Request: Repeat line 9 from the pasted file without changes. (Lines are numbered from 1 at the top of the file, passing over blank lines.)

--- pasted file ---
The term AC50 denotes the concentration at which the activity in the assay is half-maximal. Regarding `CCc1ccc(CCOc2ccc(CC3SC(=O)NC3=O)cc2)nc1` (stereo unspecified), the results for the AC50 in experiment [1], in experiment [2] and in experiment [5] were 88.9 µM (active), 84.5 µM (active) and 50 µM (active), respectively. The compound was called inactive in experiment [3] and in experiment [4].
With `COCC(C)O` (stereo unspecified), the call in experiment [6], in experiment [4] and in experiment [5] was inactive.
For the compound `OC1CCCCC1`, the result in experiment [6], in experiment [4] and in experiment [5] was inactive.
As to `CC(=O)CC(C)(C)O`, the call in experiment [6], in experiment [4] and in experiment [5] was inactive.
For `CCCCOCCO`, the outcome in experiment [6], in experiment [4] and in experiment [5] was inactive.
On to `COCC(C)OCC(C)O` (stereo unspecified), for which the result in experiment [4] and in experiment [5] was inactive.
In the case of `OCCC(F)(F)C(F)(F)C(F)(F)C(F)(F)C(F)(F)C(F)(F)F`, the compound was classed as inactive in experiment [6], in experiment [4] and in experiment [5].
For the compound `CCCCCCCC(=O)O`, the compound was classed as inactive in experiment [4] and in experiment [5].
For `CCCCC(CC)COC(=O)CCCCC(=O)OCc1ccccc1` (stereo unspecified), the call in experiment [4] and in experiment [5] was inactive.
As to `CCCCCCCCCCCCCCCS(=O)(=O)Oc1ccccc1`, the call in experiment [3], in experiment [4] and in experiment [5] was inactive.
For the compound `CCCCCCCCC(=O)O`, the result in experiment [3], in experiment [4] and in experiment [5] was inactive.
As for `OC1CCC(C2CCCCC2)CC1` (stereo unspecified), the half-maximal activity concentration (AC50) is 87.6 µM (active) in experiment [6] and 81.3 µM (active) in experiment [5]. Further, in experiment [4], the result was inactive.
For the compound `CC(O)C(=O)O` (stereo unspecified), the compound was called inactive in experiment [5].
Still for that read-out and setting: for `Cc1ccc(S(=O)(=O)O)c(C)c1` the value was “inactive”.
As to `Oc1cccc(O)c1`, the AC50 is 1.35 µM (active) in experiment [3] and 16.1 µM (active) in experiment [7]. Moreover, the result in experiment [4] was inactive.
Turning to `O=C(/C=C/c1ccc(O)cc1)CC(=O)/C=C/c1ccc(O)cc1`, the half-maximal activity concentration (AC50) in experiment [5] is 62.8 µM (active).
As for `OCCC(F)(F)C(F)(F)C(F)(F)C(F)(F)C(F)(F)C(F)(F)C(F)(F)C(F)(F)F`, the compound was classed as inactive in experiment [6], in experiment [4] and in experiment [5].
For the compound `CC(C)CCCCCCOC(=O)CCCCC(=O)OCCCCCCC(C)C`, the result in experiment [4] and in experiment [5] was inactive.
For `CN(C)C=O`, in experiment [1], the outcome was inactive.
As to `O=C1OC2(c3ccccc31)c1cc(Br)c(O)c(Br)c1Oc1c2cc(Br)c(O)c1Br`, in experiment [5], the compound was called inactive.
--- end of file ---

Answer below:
For `CCCCC(CC)COC(=O)CCCCC(=O)OCc1ccccc1` (stereo unspecified), the call in experiment [4] and in experiment [5] was inactive.